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Archive for August, 2013

I’m not sure exactly what Ararat tour organizer Amy Beam believes about the biblical story of Noah’s ark, but her website, http://www.mountararattrek.com, is a good source of information about Mount Ararat. I made use of some of her information on the NAMI ark scandal in my last post. She has also written that most of the guides in the area don’t believe the remains of the ark exist on Mount Ararat.

Elsewhere however, she affirms the common knowledge that access to the north side of Ararat is severely restricted. Special permission must be obtained from government officials, including the military, to enter the area at all, and apparently some areas of the mountain are off-limits altogether. Those who search for the ark can’t simply wander around the mountain, exploring wherever they want to go.

Amy Beam doesn’t believe the government of Turkey is trying to keep anything secret, but that the restrictions exist because of the dangers of that part of the mountain. Many of those dangers are evident in the story of the disappearance of Donald Mackenzie late in 2010. Sometime before his disappearance, he supposedly distributed some Bibles in an area north of Ararat where he had been living. That is a dangerous activity in many parts of the world, but Mackenzie also risked his life in other ways.

Working with “unofficial guides”, and attempting to explore the forbidden side of Ararat alone is a very dangerous undertaking. Mackenzie was also determined to investigate the NAMI discovery claim which is in an avalanche area. According to Mackenzie’s brother’s website, http://www.ararathunt.blogspot.com, Donald Mackenzie was determined to find out if the NAMI ark discovery claim was genuine or not.

Amy Beam also writes that the military conducts training exercises on the mountain when the climbing season ends, and that she has personally witnessed the mountain being shelled. I would like to know more than I do at present about the history of the ethnic struggles in the area surrounding Ararat. These struggles have played a huge role in the search for the ark.

In World War 1, the Ottoman Empire (modern-day Turkey) fought on the side of Germany against Russia and the Allies. Young Armenian men were drafted into the Ottoman Military but many were later executed because the Ottomans apparently feared they would defect to Russia.

George Hagopian was one of the young soldiers who escaped to Russia only to be arrested for entering the country with a false passport. He was sentenced to eighteen months labor in the Siberian coal mines. He later made his way to America, and his story of visiting Noah’s ark as a young boy eventually became known. I want to write more about that story later. The Armenians were driven out of what is now eastern Turkey, and the independent Russian state of modern Armenia encompasses only a small area of what was once known as Armenia. It no longer includes the Mount Ararat area.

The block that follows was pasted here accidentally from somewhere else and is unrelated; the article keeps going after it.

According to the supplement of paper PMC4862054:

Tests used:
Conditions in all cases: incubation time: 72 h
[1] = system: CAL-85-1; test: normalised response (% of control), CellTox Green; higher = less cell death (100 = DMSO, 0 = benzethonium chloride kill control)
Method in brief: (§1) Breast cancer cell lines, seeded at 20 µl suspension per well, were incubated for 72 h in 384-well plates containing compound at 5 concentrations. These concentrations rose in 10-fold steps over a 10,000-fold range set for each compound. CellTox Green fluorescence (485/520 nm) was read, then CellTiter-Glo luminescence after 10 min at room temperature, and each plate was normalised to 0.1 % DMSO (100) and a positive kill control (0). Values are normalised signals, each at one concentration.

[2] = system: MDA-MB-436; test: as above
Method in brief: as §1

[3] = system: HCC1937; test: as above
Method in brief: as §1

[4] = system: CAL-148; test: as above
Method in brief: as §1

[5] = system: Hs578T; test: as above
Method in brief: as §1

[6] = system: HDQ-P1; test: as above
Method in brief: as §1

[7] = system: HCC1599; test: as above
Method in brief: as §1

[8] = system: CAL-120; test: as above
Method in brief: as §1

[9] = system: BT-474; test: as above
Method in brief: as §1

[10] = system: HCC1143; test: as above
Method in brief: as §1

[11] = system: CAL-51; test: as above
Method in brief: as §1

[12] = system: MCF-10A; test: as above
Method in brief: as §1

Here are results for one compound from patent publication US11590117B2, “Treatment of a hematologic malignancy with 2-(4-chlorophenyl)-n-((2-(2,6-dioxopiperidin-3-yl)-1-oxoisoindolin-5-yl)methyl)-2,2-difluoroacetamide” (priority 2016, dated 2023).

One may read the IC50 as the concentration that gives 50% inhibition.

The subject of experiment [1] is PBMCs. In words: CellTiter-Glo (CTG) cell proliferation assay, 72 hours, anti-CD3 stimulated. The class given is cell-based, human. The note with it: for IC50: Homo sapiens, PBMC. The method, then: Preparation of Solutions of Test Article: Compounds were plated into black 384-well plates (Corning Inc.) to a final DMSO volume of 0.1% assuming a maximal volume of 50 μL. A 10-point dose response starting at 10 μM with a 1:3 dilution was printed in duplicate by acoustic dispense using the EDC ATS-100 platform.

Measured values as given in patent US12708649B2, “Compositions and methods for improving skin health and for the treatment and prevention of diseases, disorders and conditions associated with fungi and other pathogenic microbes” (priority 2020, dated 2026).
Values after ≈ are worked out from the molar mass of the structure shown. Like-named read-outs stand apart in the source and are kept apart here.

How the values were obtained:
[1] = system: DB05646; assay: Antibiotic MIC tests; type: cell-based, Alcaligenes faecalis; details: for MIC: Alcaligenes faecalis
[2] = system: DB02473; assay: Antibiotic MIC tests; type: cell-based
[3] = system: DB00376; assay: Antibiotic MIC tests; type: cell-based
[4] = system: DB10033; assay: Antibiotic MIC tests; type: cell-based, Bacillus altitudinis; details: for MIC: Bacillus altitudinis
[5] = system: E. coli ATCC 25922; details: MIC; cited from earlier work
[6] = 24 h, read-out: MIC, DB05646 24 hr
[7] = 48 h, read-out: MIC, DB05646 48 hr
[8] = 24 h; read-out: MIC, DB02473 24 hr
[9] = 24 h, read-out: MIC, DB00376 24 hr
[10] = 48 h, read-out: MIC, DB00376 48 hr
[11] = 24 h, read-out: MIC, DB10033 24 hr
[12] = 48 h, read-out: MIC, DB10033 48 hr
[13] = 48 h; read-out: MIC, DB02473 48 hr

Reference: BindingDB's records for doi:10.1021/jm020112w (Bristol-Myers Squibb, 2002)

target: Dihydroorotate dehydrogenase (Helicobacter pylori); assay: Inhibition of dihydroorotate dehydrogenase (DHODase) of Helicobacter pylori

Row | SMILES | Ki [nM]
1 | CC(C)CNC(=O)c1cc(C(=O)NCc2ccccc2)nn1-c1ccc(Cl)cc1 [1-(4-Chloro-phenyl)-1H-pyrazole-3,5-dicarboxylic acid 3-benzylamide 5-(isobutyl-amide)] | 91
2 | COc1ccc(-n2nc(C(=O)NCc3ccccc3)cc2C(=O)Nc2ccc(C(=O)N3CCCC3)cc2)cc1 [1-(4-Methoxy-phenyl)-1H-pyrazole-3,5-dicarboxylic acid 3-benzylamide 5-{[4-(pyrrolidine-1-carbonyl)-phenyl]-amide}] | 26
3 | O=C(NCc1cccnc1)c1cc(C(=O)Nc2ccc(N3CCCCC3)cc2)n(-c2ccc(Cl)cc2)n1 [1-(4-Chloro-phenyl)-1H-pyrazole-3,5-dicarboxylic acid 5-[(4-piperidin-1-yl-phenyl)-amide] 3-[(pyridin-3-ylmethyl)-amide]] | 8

After World War 1, the United States and the Allies hoped for independence for the Kurds, another minority group inhabiting eastern Turkey. An independent Kurdistan never materialized, and conflicts between the Turkish military and the PKK (Kurdish Workers Party) continue in the area.

The PKK, formed in 1978, has been responsible for several kidnappings on Mount Ararat. On several occasions, the Turkish military has forced ark searchers off Mount Ararat because of the presence of the PKK on the mountain. It’s possible that the PKK could be responsible for the disappearance of Donald Mackenzie, or that he could have been mistaken for a PKK member, and shot by Turkish soldiers. The shelling of Mount Ararat, that Amy Beam witnessed, could have been the military firing upon the PKK on the mountain.

The shelling could also have been intended to render impassable some of the trails that have been used by smugglers since the times of the Ottoman Empire’s struggle with Russia. American soldier Ed Davis claimed to have been led along some of those trails to view the ark during World War 2.

The situation on Mount Ararat was very different before World War 1, and there are several stories of sightings of the ark from that time. Armenian shepherds kept flocks on the mountainsides, and the people of the surrounding villages came and went as they pleased. Those willing to enter the north side’s canyons were free to go wherever they wanted to risk climbing.

In 1840, an earthquake and subterranean explosion in the Ahora Gorge area, buried a nearby village and the Saint Jacob Monastery. No trace of the monastery, which contained artifacts said to be from the ark, has ever been found. The gorge was left much deeper than before, and due to crumbling rock and frequent avalanches, many of the areas cannot be reached by climbing.

Some of those searching for Noah’s ark believe that, with the exception of the ice cap, the north face has been explored adequately from the air. I personally doubt that every little side canyon can be viewed well enough from the air to guarantee that to be true. Debris from the ark, or even sections, could easily be overlooked in the patchwork of ice, snow, and rock slides in the shadows and mists of Mount Ararat.

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